Pensacola Man Harasses AHA Attorney Over Church-State Cross Case

Pensacola Man Lou Cobb Harasses AHA Attorney Over Church-State Cross Case

Following a decision earlier this week that deemed a cross in Pensacola was an unconstitutional establishment of religion on taxpayer-funded public space, a man took to Facebook to harass one of the attorneys that argued for the cross’ removal. Lou Cobb – who identified himself as a Christian to local media – explained that after he learned of the decision he wanted to “express how he felt” over the decision.

That expression entailed posting two pictures of American Humanist Association (AHA) attorney Monica Miller to his personal Facebook page including her contact information with a message to his followers: “Here is the idiot attorney that fought for removal of cross in pensacola [sic]. Lets make her famous an run her out of town!”

Local ABC affiliate WEAR caught up with Cobb reporting:

A Facebook post was shared by a Pensacola man who wanted to express how he felt after the court’s ruling. Lou Cobb never expected the negative traction it would receive.

“I never once insinuated hate or harm,” Cobb said.

“I thought she was a local attorney. Don’t patronize her. Make it hard for her to stay in Pensacola. If you don’t enjoy Pensacola, Interstate 10 runs two ways,” Cobb said.

Miller said the post is still alarming.

“I don’t think that what he said makes it any better if I was a local and he’s encouraging others to not give me their business that’s just as bad,” Miller said.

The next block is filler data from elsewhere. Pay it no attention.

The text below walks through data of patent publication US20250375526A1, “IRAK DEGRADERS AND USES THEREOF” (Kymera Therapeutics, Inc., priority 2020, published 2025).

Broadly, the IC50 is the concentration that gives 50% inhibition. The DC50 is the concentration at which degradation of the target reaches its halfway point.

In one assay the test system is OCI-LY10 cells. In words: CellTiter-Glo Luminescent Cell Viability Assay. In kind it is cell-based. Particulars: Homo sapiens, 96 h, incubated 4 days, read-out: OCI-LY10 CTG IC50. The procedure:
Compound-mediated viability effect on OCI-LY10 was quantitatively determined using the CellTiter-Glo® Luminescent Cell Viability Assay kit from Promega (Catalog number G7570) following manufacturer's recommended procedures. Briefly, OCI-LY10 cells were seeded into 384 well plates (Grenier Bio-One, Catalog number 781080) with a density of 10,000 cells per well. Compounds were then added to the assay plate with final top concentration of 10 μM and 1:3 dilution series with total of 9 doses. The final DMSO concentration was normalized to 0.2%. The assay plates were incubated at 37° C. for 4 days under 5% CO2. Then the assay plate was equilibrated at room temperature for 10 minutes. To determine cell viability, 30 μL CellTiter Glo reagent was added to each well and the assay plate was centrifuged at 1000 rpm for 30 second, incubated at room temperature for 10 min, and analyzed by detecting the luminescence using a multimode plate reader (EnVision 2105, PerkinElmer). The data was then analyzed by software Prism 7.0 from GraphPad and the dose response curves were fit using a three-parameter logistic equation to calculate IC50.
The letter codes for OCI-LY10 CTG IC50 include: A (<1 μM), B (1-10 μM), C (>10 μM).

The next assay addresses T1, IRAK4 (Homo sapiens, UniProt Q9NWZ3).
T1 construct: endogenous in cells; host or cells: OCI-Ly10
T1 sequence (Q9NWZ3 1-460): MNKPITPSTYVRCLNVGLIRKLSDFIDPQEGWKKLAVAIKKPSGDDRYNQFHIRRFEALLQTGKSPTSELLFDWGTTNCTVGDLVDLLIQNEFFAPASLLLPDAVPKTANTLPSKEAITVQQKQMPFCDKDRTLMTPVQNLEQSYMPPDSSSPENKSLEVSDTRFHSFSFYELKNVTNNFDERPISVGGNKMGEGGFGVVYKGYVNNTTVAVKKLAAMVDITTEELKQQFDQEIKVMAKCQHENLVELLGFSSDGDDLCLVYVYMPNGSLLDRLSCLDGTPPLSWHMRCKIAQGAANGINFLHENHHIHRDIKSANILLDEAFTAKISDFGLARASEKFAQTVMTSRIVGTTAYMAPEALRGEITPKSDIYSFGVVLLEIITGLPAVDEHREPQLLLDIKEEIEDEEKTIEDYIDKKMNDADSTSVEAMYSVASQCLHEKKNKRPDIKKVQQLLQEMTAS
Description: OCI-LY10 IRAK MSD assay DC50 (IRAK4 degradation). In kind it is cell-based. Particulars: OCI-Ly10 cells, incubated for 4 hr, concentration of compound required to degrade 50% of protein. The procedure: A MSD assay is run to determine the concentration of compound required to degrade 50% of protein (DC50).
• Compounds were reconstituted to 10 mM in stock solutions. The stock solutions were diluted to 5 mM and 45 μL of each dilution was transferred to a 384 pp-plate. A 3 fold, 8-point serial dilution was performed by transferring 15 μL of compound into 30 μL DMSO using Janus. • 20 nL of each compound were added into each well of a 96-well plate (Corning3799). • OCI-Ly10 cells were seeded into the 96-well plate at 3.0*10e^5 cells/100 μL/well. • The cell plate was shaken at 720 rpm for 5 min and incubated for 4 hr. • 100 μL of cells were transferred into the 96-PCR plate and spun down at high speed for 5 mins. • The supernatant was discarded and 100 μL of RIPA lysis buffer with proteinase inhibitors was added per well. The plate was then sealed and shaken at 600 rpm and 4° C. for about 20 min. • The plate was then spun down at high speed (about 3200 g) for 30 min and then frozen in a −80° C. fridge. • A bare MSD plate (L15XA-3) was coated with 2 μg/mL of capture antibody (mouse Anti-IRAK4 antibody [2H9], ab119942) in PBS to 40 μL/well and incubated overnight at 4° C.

Pensacola Man Harasses AHA Attorney Over Church-State Cross CaseOf the nearly 800 comments on the social media post, several comments call out, harass and demean Miller while a handful even issue calls to violence against the attorney.

Commenting on the post, Miller said, “Actually the day of the ruling we were getting a lot of phone calls from, I guess you can say angry Christians, using I guess you can say sexist and really inappropriate language towards me.” She added, “I wouldn’t say I was angry I was more just, I wish these people could understand why what we’re doing is important and how this cross is different from a cross that’s on a church or at someone else’s private property.”

Despite that, Cobb vowed he will not remove the posting.

“Right or wrong, stand behind it. If you’re wrong be the first to admit it. In this case here there’s no right or wrong to it. That was a personal belief and I put it out there. I’m man enough to stand behind it,” he said.

You can read the full judge’s order here in the case.

Tim Peacock is the Managing Editor and founder of Peacock Panache and has worked as a civil rights advocate for over twenty years. During that time he’s worn several hats including leading on campus LGBT advocacy in the University of Missouri campus system, interning with the Colorado Civil Rights Division, and volunteering at advocacy organizations. You can learn more about him at his personal website.


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